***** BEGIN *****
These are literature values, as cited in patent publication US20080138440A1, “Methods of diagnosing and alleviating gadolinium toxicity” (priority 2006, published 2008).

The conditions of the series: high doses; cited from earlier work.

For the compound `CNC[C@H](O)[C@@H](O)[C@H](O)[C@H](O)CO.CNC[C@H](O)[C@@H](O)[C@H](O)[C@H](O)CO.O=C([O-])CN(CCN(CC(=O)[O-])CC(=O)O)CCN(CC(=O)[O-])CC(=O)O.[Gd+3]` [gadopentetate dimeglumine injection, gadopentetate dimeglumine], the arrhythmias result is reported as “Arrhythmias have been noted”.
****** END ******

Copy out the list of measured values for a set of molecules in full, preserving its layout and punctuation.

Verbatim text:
These are literature values, as cited in patent publication US20080138440A1, “Methods of diagnosing and alleviating gadolinium toxicity” (priority 2006, published 2008).

The conditions of the series: high doses; cited from earlier work.

For the compound `CNC[C@H](O)[C@@H](O)[C@H](O)[C@H](O)CO.CNC[C@H](O)[C@@H](O)[C@H](O)[C@H](O)CO.O=C([O-])CN(CCN(CC(=O)[O-])CC(=O)O)CCN(CC(=O)[O-])CC(=O)O.[Gd+3]` [gadopentetate dimeglumine injection, gadopentetate dimeglumine], the arrhythmias result is reported as “Arrhythmias have been noted”.